The owner of a bizarre museum housing a rare Dodo bone, feathers of extinct birds and a unicorn skull has been forced to sell off some of his exhibits due to the pandemic.
Artist, writer and collector Viktor Wynd is selling the selection of strange pieces to keep his Museum of Curiosities, Fine Art & UnNatural History afloat.
His museum in Hackney, east London, which has been going for 12 years, has not had many visitors over the last year because of lockdown restrictions.
Taxidermy winged kittens, a two-and-a-half foot leg bone from a woolly mammoth described as an 'Irish giant', Queen Victoria's knickers and even his own pants are among the 442 lots being put up for auction.
Around 80 of the lots are from Mr Wynd's collection.Insurance Loans Mortgage Attorney Credit Lawyer
Artist and collector Viktor Wynd, pictured with a woolly mammoth Irish giant bone, is selling a selection of strange pieces to keep his Museum of Curiosities, Fine Art & UnNatural History afloat as the pandemic has prevented visitors from attending
Artist and writer Viktor opened his museum 12 years ago. Pictured: cast of a dodo skeleton which could fetch up to £2,800
Pictured: monkey skeleton under glass dome which will go on auction to save Viktor's Museum of Curiosities in London
This pair of Queen Victoria's French linen knickers from early in her reign are valued at between £5,000 and £7,000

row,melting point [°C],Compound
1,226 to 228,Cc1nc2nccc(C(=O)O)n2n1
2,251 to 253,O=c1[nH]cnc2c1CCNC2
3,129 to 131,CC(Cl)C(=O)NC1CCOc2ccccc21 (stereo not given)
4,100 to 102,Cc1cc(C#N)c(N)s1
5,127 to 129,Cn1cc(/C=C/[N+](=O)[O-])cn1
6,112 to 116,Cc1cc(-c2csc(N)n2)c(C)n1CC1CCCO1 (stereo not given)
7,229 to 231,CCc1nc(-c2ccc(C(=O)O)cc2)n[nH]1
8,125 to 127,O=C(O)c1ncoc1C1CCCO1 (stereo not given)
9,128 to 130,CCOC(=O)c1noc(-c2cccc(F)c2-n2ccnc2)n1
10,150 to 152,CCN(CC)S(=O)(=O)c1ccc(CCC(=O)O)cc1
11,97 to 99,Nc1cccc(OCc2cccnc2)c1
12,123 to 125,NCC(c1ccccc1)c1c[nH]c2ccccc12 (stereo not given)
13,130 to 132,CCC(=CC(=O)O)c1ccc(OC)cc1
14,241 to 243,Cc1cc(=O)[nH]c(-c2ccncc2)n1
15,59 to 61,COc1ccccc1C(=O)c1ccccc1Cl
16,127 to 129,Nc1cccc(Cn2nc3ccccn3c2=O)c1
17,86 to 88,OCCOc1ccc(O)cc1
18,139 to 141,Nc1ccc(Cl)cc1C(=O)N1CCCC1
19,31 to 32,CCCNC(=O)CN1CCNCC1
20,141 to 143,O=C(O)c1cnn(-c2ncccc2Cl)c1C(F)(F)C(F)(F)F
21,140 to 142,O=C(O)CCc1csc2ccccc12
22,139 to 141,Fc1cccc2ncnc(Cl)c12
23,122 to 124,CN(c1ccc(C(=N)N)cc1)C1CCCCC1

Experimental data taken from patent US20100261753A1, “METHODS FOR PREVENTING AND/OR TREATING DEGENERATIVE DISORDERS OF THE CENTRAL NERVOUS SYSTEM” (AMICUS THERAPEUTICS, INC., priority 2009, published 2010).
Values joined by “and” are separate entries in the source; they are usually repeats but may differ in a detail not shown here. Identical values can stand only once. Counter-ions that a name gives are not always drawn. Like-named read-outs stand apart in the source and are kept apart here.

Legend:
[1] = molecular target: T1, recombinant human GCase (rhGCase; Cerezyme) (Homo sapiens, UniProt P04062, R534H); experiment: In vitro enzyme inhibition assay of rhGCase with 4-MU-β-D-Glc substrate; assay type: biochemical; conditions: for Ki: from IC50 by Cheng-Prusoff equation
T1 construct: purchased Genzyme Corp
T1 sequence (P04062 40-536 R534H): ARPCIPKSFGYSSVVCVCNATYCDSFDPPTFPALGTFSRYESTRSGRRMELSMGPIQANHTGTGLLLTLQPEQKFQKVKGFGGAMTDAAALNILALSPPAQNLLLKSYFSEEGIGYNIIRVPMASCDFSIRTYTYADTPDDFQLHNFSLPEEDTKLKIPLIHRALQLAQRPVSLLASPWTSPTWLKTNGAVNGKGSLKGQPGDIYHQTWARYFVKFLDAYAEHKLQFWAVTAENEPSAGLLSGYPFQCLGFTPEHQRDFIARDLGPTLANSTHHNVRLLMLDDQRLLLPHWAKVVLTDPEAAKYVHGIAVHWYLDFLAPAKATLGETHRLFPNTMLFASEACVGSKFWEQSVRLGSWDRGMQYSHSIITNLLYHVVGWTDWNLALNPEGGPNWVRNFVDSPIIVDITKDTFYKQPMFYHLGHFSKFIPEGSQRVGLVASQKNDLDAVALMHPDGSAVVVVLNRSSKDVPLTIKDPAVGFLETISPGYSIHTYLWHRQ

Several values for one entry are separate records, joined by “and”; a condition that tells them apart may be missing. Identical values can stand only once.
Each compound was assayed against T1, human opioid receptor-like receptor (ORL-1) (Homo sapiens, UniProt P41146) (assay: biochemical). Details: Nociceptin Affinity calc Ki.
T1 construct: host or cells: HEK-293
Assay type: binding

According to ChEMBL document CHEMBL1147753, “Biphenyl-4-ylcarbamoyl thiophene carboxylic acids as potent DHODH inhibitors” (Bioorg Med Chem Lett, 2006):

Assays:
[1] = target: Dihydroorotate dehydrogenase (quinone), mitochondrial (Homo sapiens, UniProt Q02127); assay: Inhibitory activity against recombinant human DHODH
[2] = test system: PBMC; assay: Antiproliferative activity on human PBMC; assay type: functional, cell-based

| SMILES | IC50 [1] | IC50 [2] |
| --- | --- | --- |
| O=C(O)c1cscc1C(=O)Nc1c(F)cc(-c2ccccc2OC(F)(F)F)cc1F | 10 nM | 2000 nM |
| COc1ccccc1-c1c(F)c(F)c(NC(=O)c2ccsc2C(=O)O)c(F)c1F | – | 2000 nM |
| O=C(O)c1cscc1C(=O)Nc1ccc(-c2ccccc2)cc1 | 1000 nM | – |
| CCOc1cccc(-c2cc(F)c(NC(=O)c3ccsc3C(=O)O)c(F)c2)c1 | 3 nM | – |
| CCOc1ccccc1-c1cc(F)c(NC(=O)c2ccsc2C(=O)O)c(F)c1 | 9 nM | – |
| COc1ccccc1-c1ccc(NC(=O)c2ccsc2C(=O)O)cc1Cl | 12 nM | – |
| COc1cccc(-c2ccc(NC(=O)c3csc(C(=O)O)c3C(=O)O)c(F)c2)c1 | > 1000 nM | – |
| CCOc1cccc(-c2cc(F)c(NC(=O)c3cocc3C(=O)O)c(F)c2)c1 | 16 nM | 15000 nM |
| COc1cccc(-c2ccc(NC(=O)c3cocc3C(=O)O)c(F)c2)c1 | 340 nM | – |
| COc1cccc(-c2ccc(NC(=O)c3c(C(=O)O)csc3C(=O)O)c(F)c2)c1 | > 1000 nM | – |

For an estimated £3,000 to £5,000 a dodo bone can be bought in the sale, along with a 19th century electric shock therapy machine, an aquatic dinosaur fossil, 12 hippo tusks and teeth, a Fiji 'mermaid', a fibre glass model of T. Rex head, a taxidermy polar bear head and a rare unicorn skull.
Mr Wynd said despite brief periods during the pandemic in which he could open, many people did not want to visit a narrow, confined space such as his museum.Insurance Loans Mortgage Attorney Credit Lawyer
Viktor Wynd said: 'In the last year we haven't been able to trade so our finances are disastrous. We rely on foreign tourists and people from out of town.
'When we do open, will people want to visit an underground cramped museum?
'It's utterly heart-breaking, I would never dream of selling so many of my greatest treasures, but we have no other way of surviving.
Describing the decision to